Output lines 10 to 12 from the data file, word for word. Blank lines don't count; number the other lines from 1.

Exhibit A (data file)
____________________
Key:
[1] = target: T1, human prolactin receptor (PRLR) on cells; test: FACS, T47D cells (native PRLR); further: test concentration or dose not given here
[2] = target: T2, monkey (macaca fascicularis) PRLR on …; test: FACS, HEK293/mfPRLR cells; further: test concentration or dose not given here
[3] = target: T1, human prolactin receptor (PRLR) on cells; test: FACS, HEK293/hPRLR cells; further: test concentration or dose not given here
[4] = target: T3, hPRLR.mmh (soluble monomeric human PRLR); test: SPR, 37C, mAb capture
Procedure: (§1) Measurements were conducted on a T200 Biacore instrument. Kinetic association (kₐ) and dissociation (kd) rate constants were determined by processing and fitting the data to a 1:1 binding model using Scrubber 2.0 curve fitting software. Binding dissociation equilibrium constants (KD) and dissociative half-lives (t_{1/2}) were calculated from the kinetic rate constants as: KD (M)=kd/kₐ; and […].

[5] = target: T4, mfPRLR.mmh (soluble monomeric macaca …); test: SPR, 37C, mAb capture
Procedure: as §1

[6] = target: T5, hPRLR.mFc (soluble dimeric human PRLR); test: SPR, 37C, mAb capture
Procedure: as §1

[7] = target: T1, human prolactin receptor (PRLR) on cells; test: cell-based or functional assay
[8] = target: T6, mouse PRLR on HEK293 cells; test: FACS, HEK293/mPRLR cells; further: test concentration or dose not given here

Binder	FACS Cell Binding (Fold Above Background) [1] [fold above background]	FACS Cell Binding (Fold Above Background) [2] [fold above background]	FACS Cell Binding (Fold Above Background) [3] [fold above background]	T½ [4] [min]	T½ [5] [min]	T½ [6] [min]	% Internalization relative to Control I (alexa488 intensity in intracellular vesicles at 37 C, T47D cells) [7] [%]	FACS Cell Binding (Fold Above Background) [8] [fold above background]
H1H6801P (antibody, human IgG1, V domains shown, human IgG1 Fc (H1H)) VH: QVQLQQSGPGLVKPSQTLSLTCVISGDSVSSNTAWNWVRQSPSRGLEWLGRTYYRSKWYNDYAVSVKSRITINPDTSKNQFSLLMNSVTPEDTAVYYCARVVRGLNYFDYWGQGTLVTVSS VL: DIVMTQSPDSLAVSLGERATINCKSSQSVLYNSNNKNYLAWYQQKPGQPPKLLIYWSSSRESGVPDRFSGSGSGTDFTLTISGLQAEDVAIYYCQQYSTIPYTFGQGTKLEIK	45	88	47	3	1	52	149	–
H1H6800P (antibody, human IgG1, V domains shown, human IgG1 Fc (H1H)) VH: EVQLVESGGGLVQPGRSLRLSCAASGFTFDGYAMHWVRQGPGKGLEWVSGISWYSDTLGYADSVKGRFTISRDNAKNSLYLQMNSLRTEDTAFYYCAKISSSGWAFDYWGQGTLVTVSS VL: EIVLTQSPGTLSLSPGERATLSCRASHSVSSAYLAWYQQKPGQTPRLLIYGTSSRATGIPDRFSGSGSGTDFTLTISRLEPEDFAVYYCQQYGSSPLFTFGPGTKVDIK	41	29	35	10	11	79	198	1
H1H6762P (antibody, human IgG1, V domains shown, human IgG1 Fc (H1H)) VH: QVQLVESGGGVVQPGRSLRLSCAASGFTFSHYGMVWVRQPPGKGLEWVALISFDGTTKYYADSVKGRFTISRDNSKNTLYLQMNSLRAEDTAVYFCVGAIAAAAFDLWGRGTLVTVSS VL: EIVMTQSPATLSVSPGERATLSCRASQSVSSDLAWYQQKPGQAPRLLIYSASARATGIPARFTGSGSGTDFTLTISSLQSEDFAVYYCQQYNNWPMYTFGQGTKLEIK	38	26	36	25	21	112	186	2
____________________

Procedure: as §1

[7] = target: T1, human prolactin receptor (PRLR) on cells; test: cell-based or functional assay
[8] = target: T6, mouse PRLR on HEK293 cells; test: FACS, HEK293/mPRLR cells; further: test concentration or dose not given here